Kate A. Sherlock is an associate at Archer & Greiner P.C. in Haddonfield.
We asked Kate about New Jersey now providing new protections to employees who develop inventions on their own time.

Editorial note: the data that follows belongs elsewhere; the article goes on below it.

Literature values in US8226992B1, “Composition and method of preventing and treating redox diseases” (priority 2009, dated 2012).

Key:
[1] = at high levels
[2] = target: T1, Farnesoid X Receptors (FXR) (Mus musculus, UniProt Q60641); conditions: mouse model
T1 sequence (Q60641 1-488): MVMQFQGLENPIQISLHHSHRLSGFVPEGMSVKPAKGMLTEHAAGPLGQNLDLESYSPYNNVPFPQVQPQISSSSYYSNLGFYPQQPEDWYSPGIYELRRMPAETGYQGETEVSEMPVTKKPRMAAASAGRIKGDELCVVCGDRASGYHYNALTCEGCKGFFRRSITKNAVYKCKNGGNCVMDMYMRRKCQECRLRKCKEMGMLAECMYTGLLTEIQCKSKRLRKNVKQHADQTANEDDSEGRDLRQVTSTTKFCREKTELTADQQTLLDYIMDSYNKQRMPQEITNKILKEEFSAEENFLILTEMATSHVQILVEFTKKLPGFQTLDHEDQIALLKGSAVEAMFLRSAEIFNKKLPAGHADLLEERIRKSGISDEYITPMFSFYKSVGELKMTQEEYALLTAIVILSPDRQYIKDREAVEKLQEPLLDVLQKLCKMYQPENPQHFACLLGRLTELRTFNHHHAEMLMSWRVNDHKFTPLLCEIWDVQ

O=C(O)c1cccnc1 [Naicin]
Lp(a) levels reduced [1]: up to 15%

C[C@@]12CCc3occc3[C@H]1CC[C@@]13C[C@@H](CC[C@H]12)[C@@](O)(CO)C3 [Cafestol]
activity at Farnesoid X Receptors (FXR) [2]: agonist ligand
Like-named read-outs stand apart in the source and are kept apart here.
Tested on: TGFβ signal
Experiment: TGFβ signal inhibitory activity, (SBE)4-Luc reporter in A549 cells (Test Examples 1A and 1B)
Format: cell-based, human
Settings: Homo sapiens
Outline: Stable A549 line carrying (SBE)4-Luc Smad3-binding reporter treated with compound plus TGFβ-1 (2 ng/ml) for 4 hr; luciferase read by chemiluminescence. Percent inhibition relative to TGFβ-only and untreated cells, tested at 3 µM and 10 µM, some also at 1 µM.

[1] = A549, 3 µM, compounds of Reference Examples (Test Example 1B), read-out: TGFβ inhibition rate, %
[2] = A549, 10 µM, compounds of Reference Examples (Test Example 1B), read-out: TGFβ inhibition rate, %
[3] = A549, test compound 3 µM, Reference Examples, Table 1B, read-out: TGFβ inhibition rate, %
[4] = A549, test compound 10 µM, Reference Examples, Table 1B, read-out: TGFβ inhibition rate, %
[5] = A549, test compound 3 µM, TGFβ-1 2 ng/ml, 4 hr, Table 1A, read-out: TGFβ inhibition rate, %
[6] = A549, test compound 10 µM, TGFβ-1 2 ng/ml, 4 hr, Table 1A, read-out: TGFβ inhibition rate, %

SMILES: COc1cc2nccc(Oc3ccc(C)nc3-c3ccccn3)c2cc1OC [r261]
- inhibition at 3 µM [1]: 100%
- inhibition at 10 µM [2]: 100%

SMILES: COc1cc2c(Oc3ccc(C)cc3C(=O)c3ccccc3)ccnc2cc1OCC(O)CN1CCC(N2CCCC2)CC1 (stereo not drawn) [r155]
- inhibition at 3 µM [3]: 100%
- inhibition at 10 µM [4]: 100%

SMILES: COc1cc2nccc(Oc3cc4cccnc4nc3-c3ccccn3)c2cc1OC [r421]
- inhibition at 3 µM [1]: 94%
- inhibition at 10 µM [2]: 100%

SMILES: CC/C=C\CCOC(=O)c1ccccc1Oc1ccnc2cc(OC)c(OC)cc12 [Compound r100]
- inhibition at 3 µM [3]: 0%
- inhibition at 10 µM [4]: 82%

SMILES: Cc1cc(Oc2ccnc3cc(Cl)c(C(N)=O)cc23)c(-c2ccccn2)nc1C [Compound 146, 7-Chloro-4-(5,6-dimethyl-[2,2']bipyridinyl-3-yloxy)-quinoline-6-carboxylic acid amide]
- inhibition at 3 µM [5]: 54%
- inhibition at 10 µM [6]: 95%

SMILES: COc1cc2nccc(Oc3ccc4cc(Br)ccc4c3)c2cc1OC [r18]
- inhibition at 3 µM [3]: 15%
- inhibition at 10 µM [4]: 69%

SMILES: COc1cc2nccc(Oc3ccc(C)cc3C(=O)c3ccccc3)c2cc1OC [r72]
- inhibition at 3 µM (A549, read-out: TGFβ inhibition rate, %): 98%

“In order to comply with the new law, it’s important for employers who rely on employment agreements to examine their contracts and limit the scope of any IP assignment clauses to exclude inventions that are: 1) developed by the employee entirely on his or her own personal time; 2) developed without using the employer’s resources; and 3) outside the scope of the employee’s job functions. While the law provides new protections to employees, inventions that relate to the employer’s business, research or development are not covered by the law, even if developed outside of work, and are therefore still assignable to employers. Ultimately, employees should amend their agreements that conflict with the new law.”